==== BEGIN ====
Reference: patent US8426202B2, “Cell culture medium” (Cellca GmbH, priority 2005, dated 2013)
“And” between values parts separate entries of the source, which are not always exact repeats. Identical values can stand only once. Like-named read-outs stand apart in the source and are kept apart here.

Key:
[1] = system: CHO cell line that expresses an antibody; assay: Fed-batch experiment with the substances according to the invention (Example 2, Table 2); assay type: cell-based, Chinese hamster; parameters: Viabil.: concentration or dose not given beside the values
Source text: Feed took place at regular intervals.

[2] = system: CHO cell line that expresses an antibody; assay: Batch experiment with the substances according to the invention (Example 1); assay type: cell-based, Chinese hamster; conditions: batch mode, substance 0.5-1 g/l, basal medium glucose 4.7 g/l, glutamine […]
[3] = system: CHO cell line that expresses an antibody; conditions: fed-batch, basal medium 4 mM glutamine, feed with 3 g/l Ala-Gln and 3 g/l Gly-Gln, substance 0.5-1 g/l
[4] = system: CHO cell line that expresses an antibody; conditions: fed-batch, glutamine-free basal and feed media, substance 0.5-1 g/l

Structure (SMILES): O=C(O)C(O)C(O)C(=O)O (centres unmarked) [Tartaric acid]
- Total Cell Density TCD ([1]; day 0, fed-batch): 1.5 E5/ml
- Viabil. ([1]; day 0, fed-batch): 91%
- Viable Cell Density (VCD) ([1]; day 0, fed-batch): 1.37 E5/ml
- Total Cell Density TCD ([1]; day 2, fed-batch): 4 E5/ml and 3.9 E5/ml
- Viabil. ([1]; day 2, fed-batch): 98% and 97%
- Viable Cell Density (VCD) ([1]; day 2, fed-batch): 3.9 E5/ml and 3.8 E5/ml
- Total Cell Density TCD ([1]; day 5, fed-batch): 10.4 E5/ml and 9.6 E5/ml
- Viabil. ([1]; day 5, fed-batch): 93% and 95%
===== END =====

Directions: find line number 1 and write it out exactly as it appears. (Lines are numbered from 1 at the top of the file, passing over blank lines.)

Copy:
Reference: patent US8426202B2, “Cell culture medium” (Cellca GmbH, priority 2005, dated 2013)